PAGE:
Dr. T. Balasubramanian M.S.
Synonyms: Nasal calculi; Concretions in the
Rhinoliths are stone like calcareous deposits found
inside the nasal cavity. These are of two types:
Exogenous rhinolith and Endogenous rhinolith. These
concretions are common in the nasal cavities of females than in men.
They may also occur although rarely in the naso pharynx. They are
almost always single and unilateral. These masses are more or less
irregularly spherical, they may also show prolongations according to
their directions of growth.
The surface of a rhinollith is mulberry like, may be grey
or brownish pink in color. Rhinoliths are friable, and they crumble
readily under pressure. They are chiefly made of phosphates and
carbonates of calcium. Sometimes phosphate of magnesia, chloride of
sodium and carbonates of magnesia are also seen. These salts
originate from the nasal mucous secretions, tears, and inflammatory
These salts have been found to be deposited around a
nucleus which could be inspissated mucous, blood clot or a small
foreign body. If concretions occur around a foreign body then the
rhinoloith is known to be exogenous in nature and if if forms around
a blood clot or inspissated mucous plug then it is known to be
endogenous in nature. Gauze swabs inadvertantly left in the nose can
also act as a nidus for the formation of rhinolith.
These patients have unilateral nasal discharge, which may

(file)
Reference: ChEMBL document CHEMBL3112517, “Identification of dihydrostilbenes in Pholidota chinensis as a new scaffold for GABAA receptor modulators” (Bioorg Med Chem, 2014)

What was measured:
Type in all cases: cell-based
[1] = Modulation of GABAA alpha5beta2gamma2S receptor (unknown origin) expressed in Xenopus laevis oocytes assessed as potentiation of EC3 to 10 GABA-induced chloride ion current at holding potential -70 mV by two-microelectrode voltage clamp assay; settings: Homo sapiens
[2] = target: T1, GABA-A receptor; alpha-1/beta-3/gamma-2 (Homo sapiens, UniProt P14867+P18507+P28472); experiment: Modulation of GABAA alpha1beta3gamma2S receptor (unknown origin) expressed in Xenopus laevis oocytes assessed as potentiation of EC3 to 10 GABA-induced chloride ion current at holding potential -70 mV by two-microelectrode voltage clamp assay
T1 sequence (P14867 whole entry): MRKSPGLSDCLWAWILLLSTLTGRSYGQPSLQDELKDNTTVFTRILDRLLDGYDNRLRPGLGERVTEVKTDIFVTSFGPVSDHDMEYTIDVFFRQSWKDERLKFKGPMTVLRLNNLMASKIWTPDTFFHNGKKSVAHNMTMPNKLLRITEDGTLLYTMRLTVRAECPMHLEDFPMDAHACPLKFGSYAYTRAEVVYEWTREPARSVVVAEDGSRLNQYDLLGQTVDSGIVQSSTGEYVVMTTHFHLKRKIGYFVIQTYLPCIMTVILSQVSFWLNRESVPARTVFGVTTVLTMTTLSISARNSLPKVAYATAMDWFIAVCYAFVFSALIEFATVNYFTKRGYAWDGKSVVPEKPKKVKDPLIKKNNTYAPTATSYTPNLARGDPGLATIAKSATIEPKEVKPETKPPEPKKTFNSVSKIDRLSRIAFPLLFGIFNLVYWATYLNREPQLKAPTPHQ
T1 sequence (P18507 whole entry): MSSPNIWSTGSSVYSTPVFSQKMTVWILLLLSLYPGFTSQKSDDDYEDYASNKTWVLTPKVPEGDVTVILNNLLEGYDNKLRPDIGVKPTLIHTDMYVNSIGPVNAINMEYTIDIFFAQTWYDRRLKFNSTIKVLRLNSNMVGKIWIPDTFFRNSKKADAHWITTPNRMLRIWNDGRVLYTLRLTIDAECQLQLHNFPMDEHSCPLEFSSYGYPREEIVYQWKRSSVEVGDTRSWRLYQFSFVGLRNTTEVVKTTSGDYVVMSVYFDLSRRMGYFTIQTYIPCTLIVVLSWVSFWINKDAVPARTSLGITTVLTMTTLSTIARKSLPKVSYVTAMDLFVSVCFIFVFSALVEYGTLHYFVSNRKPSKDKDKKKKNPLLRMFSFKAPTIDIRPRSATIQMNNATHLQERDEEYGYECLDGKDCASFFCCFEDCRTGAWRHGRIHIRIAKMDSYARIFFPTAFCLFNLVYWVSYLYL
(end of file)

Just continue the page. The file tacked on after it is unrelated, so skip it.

be serosanguinous in nature. As the rhinolith increases in size, the
symptoms of nasal obstruction become more pronounced and the patient
may manifest with unilateral purulent nasal discharge. Swelling of
the nose, face epiphora could be some of the symptoms.
On probing the presence of a stony hard structure could
be identified. It is common in the inferior meatus
Complete removal of the offending mass is the dictum. If
the rhinolith is reasonably small it can be remove per via naturalis
without incision. If it is large attempt must be made to break it to
manageble pieces to facilitate per via naturalis removal. If
attempts to break the mass fail then lateral rhinotomy should be
resorted to for complete removal of the mass.
Once successfully removed it does not recur.
CT scan showing a rhinolith
Rhinolith seen after removal
Video clipping shows a rhinolith being removed
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